How I hate this pronunciation: the rounding out of my lips to issue a soft ‘T’ sound strikes me as thoroughly pretentious, and unfailingly reminds me of tumors. How could this possibly be correct? But a quick glance at the American English dictionary confirms this: “Turmeric (too∙murr∙rik) | noun: A bright yellow aromatic powder derived from a rhizome, used primarily in Asian cookery for both flavoring and coloring.”

But I had been let down once before by the Oxford Dictionaries, so I consulted Merriam Webster for a final opinion, and lo and behold, I found not one, not two, but three pronunciations of the word: “Turmeric (‘turr∙murr∙rik’ also ˈtoo∙murr∙rik’ or ‘tyü∙murr∙rik’): a yellow rhizome of the ginger family, or the powder prepared from this plant, often used as a condiment, as in curry powder, or as a yellow dye, a medicine, et cetera.” I nearly threw the book out of the window in frustration. I had been right every time I pronounced the word, even when I was wrong!

But I did appreciate Merriam Webster’s acceptance of multiple standards of sound and stress patterns for syllables, and decided that I would go with whatever people would use in conversation, and if they corrected me, so be it. I wondered why I even bothered with these English pronunciations, anyway. Turmeric (pronounce it however you please) has only ever been haldi, the Urdu word, to me; the offensively loud, yellow powder my mother spoons carefully out of a silver tin next to the ginger garlic paste, and drops into a pot of frying onions for nearly every meal.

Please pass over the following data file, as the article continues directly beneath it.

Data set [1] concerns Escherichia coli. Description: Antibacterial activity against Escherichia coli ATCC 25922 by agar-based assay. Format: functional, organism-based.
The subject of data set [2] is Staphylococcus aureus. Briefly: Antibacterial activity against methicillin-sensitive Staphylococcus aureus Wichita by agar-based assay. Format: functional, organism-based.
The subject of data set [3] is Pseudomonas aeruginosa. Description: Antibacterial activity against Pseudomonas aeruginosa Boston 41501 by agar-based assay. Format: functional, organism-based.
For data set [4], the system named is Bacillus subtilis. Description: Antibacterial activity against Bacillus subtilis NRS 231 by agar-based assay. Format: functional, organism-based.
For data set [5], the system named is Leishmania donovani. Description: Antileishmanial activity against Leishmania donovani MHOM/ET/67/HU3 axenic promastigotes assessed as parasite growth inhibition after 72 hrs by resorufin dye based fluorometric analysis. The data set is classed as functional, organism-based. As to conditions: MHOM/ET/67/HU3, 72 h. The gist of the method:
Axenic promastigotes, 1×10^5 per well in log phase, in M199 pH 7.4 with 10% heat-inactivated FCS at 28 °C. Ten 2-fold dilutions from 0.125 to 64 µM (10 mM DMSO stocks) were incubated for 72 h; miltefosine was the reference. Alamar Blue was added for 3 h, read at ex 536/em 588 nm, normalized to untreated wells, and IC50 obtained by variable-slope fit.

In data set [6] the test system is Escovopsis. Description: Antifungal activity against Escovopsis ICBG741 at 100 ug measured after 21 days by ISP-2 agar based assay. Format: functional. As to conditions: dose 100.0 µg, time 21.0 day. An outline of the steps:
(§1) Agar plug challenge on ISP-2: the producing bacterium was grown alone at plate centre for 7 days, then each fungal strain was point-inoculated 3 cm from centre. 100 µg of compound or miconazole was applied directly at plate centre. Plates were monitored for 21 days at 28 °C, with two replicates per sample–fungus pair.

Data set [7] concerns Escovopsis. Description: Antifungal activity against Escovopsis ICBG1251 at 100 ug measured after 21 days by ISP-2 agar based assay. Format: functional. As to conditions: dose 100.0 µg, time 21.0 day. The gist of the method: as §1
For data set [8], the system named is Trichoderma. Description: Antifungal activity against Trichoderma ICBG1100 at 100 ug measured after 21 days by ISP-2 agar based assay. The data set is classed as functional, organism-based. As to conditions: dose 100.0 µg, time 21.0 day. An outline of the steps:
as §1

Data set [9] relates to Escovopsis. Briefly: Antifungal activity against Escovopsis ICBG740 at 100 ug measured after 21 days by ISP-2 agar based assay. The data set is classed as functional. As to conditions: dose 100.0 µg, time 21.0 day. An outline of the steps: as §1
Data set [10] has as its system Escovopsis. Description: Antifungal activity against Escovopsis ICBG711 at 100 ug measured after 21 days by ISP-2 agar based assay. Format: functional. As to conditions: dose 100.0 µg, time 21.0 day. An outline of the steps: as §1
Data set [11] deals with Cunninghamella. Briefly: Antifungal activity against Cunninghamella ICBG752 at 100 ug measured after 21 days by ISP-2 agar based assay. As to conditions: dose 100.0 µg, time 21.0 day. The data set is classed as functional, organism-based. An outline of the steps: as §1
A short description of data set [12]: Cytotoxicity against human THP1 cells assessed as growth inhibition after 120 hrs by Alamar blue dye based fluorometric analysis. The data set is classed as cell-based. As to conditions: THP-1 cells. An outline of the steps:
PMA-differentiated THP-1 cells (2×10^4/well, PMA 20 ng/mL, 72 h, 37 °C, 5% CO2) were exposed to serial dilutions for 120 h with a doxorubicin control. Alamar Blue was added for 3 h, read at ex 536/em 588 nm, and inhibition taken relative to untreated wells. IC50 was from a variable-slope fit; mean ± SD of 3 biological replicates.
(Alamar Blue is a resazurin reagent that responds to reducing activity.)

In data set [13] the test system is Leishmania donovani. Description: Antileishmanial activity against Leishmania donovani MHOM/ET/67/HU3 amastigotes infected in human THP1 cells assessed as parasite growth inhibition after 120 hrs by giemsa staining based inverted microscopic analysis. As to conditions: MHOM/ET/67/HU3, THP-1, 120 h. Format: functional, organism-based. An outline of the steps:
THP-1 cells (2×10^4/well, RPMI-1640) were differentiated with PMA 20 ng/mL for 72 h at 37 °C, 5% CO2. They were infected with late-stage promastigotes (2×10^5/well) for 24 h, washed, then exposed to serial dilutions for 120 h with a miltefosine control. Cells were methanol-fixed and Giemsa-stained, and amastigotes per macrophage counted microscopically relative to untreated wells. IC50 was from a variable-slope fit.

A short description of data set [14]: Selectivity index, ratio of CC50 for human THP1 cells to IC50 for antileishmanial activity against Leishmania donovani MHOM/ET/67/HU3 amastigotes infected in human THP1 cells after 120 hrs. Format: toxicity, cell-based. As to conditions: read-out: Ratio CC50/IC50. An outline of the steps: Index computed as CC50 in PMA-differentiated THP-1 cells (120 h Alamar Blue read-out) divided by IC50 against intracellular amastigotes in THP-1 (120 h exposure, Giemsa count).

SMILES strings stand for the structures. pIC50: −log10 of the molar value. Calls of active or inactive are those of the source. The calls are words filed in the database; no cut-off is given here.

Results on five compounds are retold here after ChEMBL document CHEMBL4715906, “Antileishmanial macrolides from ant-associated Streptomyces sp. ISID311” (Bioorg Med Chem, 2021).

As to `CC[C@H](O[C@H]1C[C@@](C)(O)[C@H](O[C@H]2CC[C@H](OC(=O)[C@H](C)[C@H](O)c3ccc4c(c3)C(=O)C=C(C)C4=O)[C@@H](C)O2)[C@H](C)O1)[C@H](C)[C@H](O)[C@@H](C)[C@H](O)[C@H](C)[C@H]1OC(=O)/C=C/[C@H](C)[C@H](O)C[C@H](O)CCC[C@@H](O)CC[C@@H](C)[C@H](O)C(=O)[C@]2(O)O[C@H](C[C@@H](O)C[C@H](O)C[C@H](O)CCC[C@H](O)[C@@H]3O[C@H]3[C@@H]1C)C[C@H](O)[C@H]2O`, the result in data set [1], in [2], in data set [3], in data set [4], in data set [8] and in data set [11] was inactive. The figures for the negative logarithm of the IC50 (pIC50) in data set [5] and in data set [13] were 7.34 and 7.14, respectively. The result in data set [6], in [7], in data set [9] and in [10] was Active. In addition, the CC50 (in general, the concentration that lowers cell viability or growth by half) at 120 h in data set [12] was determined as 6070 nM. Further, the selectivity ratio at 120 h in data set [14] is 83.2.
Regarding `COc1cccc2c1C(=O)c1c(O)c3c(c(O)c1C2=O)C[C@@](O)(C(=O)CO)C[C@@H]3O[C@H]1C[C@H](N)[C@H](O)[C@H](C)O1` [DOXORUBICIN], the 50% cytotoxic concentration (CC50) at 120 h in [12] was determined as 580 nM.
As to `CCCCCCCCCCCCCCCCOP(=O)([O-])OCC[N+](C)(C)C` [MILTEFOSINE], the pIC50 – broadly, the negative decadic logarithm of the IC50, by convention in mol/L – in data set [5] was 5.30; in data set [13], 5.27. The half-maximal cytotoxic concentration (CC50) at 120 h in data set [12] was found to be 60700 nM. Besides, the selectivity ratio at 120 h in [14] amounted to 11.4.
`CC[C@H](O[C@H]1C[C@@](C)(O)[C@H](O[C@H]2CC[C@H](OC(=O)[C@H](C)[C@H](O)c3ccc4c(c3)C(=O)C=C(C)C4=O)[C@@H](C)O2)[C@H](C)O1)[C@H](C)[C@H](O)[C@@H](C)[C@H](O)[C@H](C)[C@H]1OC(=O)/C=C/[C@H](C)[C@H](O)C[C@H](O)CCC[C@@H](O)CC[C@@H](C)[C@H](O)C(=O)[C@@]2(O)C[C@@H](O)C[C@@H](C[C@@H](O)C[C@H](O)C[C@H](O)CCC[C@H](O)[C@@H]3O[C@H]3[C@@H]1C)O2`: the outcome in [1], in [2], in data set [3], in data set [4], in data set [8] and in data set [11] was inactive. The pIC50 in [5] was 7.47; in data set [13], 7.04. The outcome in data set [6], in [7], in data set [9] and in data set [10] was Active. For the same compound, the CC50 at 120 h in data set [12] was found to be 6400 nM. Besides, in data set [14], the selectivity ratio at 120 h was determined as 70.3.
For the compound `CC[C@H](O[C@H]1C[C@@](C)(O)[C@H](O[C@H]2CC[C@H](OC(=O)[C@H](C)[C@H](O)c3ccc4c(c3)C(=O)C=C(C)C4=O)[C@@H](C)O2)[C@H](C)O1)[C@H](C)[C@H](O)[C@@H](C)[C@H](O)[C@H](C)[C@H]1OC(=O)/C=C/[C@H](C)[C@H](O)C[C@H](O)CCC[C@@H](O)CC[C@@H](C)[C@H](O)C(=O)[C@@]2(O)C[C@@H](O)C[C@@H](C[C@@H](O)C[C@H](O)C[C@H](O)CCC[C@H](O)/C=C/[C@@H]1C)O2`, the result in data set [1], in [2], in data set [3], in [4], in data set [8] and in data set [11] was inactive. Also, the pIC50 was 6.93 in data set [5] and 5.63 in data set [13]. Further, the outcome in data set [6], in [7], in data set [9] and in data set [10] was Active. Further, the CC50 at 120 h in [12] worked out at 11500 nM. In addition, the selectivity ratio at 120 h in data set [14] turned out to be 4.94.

Haldi is extremely important,” she always tells me, watching as my face crinkles in distaste. “It’s good for you in every way!”

And she is not the only one to think so, apparently. According to an article called “Turmeric and curcumin: Biological actions and medicinal applications” by Dr. Ranajit K. Banarjee at the Indian Academy of Sciences, turmeric has been used in Asia for thousands of years and is a major part of natural Indian Ayurvedic medicine. Its rich, golden, earthy hue was beloved by the continent, and it was thus primarily used as a dye before its medicinal properties were discovered. Dr. Banarjee explains that the name appears to derive from Middle English as turmeryte or tarmaret. The origin of these names is uncertain, but a more widely accepted etymological hypothesis is that the word has Latin roots, evidenced by the phrase terra merita, or ‘merited earth’.

·

Turmeric has a peppery, warm, and rather bitter flavor. It is a bright, sickly orange-yellow in its tuberous form, and becomes a less sickly, dark golden yellow when it is crushed into a powder. Its only saving grace is its mild fragrance, which is slightly reminiscent of orange and ginger, in my opinion. It is an essential ingredient in Indian cuisine, something my mother never fails to tell me.